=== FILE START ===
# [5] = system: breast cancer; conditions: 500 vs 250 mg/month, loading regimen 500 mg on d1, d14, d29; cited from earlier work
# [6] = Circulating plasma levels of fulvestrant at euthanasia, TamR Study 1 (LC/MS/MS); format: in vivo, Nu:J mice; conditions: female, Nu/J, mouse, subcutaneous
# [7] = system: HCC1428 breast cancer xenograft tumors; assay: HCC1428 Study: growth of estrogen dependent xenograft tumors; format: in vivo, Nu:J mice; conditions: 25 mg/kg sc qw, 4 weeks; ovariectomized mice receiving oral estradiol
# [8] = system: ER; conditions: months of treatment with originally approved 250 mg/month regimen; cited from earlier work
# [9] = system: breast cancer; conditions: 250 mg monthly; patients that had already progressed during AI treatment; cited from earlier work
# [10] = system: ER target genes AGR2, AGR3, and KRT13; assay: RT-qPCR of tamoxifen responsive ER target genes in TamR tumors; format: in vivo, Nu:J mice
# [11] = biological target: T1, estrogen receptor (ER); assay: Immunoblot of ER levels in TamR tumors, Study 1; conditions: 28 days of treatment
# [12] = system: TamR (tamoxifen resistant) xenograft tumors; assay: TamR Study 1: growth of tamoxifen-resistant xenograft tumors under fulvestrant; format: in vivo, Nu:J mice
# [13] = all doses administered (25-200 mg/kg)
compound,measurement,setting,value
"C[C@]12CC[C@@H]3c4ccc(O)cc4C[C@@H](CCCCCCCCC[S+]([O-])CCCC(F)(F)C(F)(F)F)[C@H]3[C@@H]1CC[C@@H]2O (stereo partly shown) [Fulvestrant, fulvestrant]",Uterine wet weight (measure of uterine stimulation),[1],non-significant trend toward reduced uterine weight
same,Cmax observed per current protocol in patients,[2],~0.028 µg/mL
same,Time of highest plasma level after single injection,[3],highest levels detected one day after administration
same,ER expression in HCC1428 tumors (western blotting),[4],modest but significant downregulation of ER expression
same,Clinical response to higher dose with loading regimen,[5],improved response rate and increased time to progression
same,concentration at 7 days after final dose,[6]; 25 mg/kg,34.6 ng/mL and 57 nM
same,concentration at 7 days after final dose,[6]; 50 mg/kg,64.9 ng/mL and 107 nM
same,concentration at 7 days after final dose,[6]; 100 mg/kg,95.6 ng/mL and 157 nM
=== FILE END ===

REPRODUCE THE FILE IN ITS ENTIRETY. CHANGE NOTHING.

# [5] = system: breast cancer; conditions: 500 vs 250 mg/month, loading regimen 500 mg on d1, d14, d29; cited from earlier work
# [6] = Circulating plasma levels of fulvestrant at euthanasia, TamR Study 1 (LC/MS/MS); format: in vivo, Nu:J mice; conditions: female, Nu/J, mouse, subcutaneous
# [7] = system: HCC1428 breast cancer xenograft tumors; assay: HCC1428 Study: growth of estrogen dependent xenograft tumors; format: in vivo, Nu:J mice; conditions: 25 mg/kg sc qw, 4 weeks; ovariectomized mice receiving oral estradiol
# [8] = system: ER; conditions: months of treatment with originally approved 250 mg/month regimen; cited from earlier work
# [9] = system: breast cancer; conditions: 250 mg monthly; patients that had already progressed during AI treatment; cited from earlier work
# [10] = system: ER target genes AGR2, AGR3, and KRT13; assay: RT-qPCR of tamoxifen responsive ER target genes in TamR tumors; format: in vivo, Nu:J mice
# [11] = biological target: T1, estrogen receptor (ER); assay: Immunoblot of ER levels in TamR tumors, Study 1; conditions: 28 days of treatment
# [12] = system: TamR (tamoxifen resistant) xenograft tumors; assay: TamR Study 1: growth of tamoxifen-resistant xenograft tumors under fulvestrant; format: in vivo, Nu:J mice
# [13] = all doses administered (25-200 mg/kg)
compound,measurement,setting,value
"C[C@]12CC[C@@H]3c4ccc(O)cc4C[C@@H](CCCCCCCCC[S+]([O-])CCCC(F)(F)C(F)(F)F)[C@H]3[C@@H]1CC[C@@H]2O (stereo partly shown) [Fulvestrant, fulvestrant]",Uterine wet weight (measure of uterine stimulation),[1],non-significant trend toward reduced uterine weight
same,Cmax observed per current protocol in patients,[2],~0.028 µg/mL
same,Time of highest plasma level after single injection,[3],highest levels detected one day after administration
same,ER expression in HCC1428 tumors (western blotting),[4],modest but significant downregulation of ER expression
same,Clinical response to higher dose with loading regimen,[5],improved response rate and increased time to progression
same,concentration at 7 days after final dose,[6]; 25 mg/kg,34.6 ng/mL and 57 nM
same,concentration at 7 days after final dose,[6]; 50 mg/kg,64.9 ng/mL and 107 nM
same,concentration at 7 days after final dose,[6]; 100 mg/kg,95.6 ng/mL and 157 nM